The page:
Needless to say, the haunting presence of this withholding requirement generated a fair bit of anxiety among recipients of federal funds. In fact, we have frequently been asked to speak on this topic, and slides from one of our recent seminars in the Summer of 2011 can be viewed by clicking here.
The Ghost of Christmas Present – The Recent Repeal
Driven in part by the efforts of industry groups like the Government Withholding Relief Coalition, the push to repeal the withholding requirement gained significant steam in 2011. With virtually everyone in Government and industry alike opposing it, the key factor that prevented its repeal was indentifying spending cuts to offset the loss of revenue that would come from eliminating the withholding. Not surprisingly, since the biggest news stories of 2011 have revolved around "government spending" and "budget cuts," the repeal effort struggled to gain any real momentum. However, when the 3% withholding repeal was paired with another bill to provide tax incentives and employment benefits for U.S. veterans (which was part of President Obama's original jobs bill that failed in the Senate), the opponents of the withholding finally achieved victory.
The Ghost of Christmas Future – Congressional Demands to Investigate Future Revenue Streams
Eclipsed by the celebration accompanying the repeal of the 3% withholding requirement, Public Law No. 112-56 also directed the Department of the Treasury to investigate additional ways by which the government can reduce the amount of delinquent taxes owed by federal contractors. See Title III, Section 302. Notably, this provision does not attempt to investigate recovery against "grant recipients," which receive approximately half of all federal discretionary spending. Instead, Congress has focused on the Government's favorite stalking horse – the nefarious and treacherous "government contractor," which many in Congress and the media would have us believe are responsible for all of the government's ills.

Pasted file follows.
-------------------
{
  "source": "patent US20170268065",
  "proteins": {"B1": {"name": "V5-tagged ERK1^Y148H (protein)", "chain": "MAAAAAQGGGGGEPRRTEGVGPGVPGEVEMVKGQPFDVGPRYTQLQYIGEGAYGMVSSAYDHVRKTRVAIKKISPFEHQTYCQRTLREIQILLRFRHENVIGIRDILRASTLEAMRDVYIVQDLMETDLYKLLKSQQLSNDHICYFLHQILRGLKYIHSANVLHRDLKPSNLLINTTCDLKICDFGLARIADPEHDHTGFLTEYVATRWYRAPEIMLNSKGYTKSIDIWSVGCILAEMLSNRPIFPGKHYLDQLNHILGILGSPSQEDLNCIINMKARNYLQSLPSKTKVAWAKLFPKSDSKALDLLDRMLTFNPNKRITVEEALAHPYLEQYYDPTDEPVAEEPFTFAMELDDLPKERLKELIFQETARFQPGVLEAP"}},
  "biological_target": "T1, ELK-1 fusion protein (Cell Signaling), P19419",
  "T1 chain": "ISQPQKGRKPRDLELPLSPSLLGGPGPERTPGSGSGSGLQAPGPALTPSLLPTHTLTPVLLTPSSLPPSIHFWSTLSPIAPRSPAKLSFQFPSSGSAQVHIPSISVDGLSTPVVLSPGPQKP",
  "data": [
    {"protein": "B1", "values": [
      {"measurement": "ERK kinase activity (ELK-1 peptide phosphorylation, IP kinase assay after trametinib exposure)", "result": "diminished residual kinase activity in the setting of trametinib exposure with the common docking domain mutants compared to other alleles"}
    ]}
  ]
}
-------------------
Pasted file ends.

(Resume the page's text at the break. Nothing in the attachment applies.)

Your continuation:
Essentially, the purposes of the Section 302 report are to identify: (1) ways by which the government can better identify government contractors and subcontractors that owe delinquent taxes; and (2) recommendations, including legislative changes, on how the government can better recover those delinquent taxes from the contractor. Faced with such scrutiny, and finding itself in dire need for funding, it seems likely that Congress will come up with other ways by which it can extract additional revenue from the government contractors.
While the 3% withholding requirement proved to be a blunt tool that would not have effectively resolved the delinquent tax issue, the Government has repeatedly demonstrated its preference for using blunt – as opposed to precise – solutions. Blunt tools require less consensus; they are easier to draft; they are (ostensibly) easier to implement. Congress has demanded a report from the Department of the Treasury by November 2012 to identify ways in which contractor tax delinquency can be addressed. Do not be surprised if Treasury identifies a number of solutions that are as overly broad and dysfunctional as the 3% withhold. Congress' change of heart on the withholding issue in 2011, should give industry absolutely no assurances that Congress cannot (or will not) again be persuaded by equally bad ideas based on unrealistically rosy revenue projections similar to those made back in 2005 when withholding was originally adopted. "Bah! Humbug!"
David S. Gallacher